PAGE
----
Nutrition > Pacifiers and Breastfeeding

Pacifiers might be OK while breastfeeding.

Breastfeeding mothers have been told for many years that pacifiers should be avoided, because of a fear that they might interfere with breastfeeding.

Now, a review article in the AMA's pediatrics journal (April 2009) reassures us that pacifiers may be okay for breastfed babies, after all.  4 randomized trials were reviewed; babies were assigned to the "pacifier" or "no pacifier" groups.  All four studies showed no effect of pacifier use on breastfeeding outcomes.  In fact, more than half of babies in the "no pacifier" groups actually were given pacifiers by their parents, but these babies breast-fed just as well.

In several observational studies, babies not using pacifiers did breastfeed somewhat more, but the authors speculate that this might be due to family attitudes towards breastfeeding, rather than an effect on breastfeeding by pacifiers.  That effect would be difficult to distinguish with this type of study, which is why the randomized trials carry more weight.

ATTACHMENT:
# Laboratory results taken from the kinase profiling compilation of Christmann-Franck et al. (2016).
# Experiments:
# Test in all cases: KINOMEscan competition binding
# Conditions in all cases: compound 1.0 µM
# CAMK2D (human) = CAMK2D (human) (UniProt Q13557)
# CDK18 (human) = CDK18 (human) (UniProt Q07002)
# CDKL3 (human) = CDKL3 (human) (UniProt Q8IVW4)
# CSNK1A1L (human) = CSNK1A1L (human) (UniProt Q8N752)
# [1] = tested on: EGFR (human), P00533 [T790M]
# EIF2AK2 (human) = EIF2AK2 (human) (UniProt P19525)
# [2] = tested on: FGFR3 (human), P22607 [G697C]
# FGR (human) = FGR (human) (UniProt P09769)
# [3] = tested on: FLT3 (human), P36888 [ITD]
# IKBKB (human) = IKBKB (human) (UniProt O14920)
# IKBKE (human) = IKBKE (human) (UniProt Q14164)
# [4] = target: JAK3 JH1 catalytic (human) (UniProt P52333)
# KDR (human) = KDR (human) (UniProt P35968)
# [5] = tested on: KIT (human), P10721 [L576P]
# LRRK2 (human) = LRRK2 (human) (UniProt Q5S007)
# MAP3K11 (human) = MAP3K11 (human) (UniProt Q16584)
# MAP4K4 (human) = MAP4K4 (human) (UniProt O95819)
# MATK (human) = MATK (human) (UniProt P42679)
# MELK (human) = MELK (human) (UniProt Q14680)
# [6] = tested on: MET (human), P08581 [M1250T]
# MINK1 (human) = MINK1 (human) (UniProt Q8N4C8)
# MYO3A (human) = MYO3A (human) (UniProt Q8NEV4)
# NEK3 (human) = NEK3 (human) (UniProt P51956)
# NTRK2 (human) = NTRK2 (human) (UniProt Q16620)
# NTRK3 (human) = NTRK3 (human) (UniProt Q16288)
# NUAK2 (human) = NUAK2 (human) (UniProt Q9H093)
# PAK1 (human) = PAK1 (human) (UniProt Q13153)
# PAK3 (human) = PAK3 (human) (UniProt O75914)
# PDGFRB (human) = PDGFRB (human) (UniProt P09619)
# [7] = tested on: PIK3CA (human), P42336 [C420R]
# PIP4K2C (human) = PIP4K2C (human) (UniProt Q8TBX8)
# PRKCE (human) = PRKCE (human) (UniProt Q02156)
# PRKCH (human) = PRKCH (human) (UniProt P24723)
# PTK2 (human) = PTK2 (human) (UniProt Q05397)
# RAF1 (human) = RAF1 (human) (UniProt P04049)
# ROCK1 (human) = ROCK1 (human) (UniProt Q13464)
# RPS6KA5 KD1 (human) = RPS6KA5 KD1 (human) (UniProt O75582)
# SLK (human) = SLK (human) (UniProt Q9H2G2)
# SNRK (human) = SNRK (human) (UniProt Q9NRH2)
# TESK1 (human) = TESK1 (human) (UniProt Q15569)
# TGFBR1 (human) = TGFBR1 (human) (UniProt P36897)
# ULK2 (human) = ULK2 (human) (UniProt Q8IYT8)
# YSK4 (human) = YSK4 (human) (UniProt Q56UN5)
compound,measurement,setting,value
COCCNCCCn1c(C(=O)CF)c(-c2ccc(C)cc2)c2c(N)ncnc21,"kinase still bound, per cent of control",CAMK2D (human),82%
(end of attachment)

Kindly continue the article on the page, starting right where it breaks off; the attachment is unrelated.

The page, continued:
Why does it matter?  The American Academy of Pediatrics recommends that babies should be offered a pacifier for naps and sleep after 1 month of age (after nursing is established), for the first year or so of life.  (Some studies suggest that pacifiers during sleep might reduce the chances of SIDS, although this is not definite.)

So now I feel comfortable reassuring parents that it's ok to use pacifiers when their infant sleeps.  I still recommend that an alert but fussy infant should be offered a feeding before giving a pacifier, to encourage on-demand feeding.  And in any event, the use of pacifiers (and bottles) should be ended by 15 months.

(Archives of Pediatric and Adolescent Medicine 2009; 163(4): 378-382)

     -- David M. Epstein, MD